How Your Credit Score Affects Your Mortgage Rate

by | Apr 23, 2020

Advertising Disclosure

Any opinions, analyses, reviews or recommendations expressed in editorial content are of the author alone, and have not been reviewed, approved, or otherwise endorsed by the advertiser. We make every effort to provide up-to-date information, however we do not guarantee the accuracy of the information presented. Consumers should verify terms and conditions with the institution providing the products. Articles may contain some sponsored content, content about affiliated entities, or content about clients in the network.

Editorial Note

LowerMyBills is compensated by third-party advertisers, however, any opinions, analyses, reviews or recommendations expressed in editorial content are of the author alone, and have not been reviewed, approved, or otherwise endorsed by the advertiser. While reasonable efforts are made to maintain accurate information, the information is presented without warranty.

Buying a home involves numerous steps that can make the whole process extremely wearing. Choosing to work on your credit is as vital as making sure your credit score is at a good level. Americans have a credit score averaging out to 687, according to Experian’s most recent report.

What is Your Credit Score?

Credit scores are one of the ways lenders determine how much of a risk you are as a borrower and is a large determining factor to your mortgage. Your credit score is important for the application process, but your credit score is not the determining factor in whether you are approved for the loan or not. Your credit score mainly dictates your mortgage loan rate. The minimum time required to calculate your credit score is six months. If you have no history of credit, then you should start looking into building your credit immediately. As discussed previously, there are ways to get around having less than exemplary credit. Having no credit, however, is a completely different story and requires a lot more effort on everybody’s parts.

Credit Scores’ Impact on Mortgages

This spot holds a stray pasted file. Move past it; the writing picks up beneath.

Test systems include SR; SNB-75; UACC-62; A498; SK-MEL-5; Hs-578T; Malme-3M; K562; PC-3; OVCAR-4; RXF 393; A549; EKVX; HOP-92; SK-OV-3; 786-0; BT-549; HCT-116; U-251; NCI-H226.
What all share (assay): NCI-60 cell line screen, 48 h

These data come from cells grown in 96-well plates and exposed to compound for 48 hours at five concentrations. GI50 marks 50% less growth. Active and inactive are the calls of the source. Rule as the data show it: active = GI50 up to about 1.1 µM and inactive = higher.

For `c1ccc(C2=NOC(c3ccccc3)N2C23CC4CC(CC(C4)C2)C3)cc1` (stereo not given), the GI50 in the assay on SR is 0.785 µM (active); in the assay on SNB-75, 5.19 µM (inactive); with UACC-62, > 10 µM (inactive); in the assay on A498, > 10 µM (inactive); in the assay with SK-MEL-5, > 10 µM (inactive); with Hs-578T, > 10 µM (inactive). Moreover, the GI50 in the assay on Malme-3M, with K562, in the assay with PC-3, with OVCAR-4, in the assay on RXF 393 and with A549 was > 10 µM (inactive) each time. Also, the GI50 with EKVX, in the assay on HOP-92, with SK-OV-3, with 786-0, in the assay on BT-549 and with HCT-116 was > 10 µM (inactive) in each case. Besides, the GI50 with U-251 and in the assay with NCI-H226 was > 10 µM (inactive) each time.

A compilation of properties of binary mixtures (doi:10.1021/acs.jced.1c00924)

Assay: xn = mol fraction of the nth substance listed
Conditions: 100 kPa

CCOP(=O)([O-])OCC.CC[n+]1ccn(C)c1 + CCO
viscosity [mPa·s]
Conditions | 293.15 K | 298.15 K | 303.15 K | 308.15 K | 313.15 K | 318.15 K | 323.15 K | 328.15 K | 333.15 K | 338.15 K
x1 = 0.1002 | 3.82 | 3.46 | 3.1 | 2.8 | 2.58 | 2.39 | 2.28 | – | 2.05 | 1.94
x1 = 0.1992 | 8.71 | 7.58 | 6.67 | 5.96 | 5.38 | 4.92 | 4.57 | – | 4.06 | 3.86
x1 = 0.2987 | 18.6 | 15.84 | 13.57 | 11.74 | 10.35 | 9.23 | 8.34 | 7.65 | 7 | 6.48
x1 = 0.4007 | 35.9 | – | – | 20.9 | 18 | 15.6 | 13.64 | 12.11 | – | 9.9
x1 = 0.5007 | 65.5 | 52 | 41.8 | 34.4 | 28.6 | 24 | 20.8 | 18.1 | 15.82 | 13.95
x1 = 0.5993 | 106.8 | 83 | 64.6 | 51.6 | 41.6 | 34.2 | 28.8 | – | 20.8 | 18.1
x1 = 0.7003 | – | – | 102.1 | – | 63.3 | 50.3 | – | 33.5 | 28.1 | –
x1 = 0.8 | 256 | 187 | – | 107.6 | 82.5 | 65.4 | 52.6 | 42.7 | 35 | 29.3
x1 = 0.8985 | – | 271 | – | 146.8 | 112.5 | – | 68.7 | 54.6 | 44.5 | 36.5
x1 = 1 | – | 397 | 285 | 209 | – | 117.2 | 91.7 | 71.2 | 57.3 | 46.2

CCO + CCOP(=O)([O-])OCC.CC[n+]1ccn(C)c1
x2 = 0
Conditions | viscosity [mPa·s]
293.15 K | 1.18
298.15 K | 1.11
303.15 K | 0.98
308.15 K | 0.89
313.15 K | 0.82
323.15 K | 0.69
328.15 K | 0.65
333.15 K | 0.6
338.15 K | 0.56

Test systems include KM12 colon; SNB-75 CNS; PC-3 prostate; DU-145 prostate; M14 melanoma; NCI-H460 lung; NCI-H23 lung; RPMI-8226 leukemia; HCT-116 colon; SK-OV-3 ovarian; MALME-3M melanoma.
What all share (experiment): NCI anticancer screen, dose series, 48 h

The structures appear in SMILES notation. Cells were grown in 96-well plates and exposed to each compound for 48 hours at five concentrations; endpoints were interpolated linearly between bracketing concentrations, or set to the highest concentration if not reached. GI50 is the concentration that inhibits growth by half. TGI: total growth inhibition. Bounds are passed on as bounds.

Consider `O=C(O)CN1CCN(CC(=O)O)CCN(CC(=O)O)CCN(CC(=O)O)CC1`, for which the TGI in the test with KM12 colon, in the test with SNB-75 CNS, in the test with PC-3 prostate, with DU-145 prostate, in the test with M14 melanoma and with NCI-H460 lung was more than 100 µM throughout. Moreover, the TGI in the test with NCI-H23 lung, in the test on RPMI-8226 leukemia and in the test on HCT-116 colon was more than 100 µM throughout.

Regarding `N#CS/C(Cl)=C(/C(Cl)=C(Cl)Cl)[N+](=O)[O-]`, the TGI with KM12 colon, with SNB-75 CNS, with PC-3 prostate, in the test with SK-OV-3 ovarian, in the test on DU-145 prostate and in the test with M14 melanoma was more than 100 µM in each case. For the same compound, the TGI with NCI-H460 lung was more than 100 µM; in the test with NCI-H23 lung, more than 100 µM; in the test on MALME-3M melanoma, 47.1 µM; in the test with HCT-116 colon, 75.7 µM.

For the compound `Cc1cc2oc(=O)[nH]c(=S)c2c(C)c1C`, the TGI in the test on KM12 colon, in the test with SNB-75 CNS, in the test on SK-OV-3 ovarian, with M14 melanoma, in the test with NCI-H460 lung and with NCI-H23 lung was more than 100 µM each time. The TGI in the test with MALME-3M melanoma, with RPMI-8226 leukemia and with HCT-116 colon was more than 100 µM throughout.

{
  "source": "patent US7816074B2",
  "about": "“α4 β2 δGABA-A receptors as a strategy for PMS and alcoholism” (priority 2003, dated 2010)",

Credit scores largely determine how much your mortgage rate will be. The better the credit score you have, the better the mortgage rate. Even the slightest difference of a few percentage points can make a significant difference of several thousands of dollars to your total mortgage payment. Hence getting your credit score as high as possible might lead to thousands of dollars saved from your mortgage loan. Of course, this can vary by state, loan amount, and type of loan but the evidence is clear that a higher credit score, the more you save. Raising your credit score cannot be done in a few weeks, therefore if you want to get the best mortgage rate then you must start now. Certainly, your credit score is not the only factor that determines your mortgage loan rate but it is one of the aspects that carries much of the weight.

Latest Articles

Home Buying Inspection: The Complete Guide
Home Buying Inspection: The Complete Guide

Looking at houses, imagining them as your own, is exciting. Arranging your furniture in your mind's eye and thinking about putting down roots is all a part of the home buying process.  But some more daunting steps are part of the process too. Saving for a...

USDA Home Loan Requirements Explained
USDA Home Loan Requirements Explained

Millions of people buy homes each year. More than 5.34 million houses sold to new owners in 2019 alone. While many of those buyers financed their homes with conventional mortgages, others turned to federally-backed loans to help them get into the house of their...

Pros And Cons Of A No Closing Cost Refinance
Pros And Cons Of A No Closing Cost Refinance

With mortgage rates at extremely low levels, the desire to refinance has never been stronger. If you're thinking of refinancing your home, is a no closing cost refinance the right option for you? Read on to learn more about this type of financing and the pros and cons...

Beware! Banks Are Tightening Their Lending Standards?
Beware! Banks Are Tightening Their Lending Standards?

The Federal Reserve dropped interest rates to 0 percent to stimulate the economy during COVID-19. It's a move last seen during the 2008 housing crisis after the economy collapsed due to poor lending standards and subprime mortgages. Slashed interest rates might make...

What is a Home Equity Conversion Mortgage?
What is a Home Equity Conversion Mortgage?

A Home Equity Conversion Mortgage (HECM) is a type of mortgage that is insured by the Federal Housing Administration (FHA) and was passed by Ronald Reagan in February 1988. HECMs are more commonly known as a Reverse Mortgage and is something that is only offered to...

How to Prepare to Buy a House in One Year
How to Prepare to Buy a House in One Year

59% of Americans consider home ownership to be part of the American dream. You don't just want to purchase a property eventually, though. If you are interested in buying a house in one year, read on for the tools to make that dream a reality.  Here's how to save...